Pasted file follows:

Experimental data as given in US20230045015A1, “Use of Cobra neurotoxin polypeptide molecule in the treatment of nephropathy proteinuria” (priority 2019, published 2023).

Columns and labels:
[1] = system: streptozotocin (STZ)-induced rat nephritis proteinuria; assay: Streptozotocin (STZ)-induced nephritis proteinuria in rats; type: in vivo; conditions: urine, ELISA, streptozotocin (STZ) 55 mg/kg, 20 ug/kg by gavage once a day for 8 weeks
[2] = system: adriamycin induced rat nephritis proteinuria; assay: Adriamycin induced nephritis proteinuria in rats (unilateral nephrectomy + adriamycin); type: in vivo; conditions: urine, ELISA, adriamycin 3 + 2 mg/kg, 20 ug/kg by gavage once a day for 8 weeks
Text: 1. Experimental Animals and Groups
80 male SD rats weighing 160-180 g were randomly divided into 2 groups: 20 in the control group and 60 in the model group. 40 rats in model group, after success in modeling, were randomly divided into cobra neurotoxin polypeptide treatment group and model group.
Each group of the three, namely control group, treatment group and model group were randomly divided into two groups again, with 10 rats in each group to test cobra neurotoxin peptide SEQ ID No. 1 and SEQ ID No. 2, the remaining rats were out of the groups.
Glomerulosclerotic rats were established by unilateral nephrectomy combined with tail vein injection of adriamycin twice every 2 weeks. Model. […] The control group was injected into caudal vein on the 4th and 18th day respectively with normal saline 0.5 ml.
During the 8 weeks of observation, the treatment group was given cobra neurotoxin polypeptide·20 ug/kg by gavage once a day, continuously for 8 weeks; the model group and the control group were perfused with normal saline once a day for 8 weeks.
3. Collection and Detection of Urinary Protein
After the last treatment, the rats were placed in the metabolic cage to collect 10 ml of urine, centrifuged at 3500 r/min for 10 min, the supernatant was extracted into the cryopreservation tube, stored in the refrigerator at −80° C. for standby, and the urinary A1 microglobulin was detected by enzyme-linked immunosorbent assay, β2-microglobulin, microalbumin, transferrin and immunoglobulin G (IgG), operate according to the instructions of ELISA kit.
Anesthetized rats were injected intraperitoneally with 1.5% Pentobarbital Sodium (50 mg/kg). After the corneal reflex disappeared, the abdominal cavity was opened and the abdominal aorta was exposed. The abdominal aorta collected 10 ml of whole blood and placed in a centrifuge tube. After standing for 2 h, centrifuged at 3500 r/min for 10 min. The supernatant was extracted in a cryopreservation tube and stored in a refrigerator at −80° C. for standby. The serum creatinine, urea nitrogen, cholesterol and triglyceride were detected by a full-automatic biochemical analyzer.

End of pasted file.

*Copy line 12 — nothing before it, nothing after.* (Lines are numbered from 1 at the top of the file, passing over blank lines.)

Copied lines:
Anesthetized rats were injected intraperitoneally with 1.5% Pentobarbital Sodium (50 mg/kg). After the corneal reflex disappeared, the abdominal cavity was opened and the abdominal aorta was exposed. The abdominal aorta collected 10 ml of whole blood and placed in a centrifuge tube. After standing for 2 h, centrifuged at 3500 r/min for 10 min. The supernatant was extracted in a cryopreservation tube and stored in a refrigerator at −80° C. for standby. The serum creatinine, urea nitrogen, cholesterol and triglyceride were detected by a full-automatic biochemical analyzer.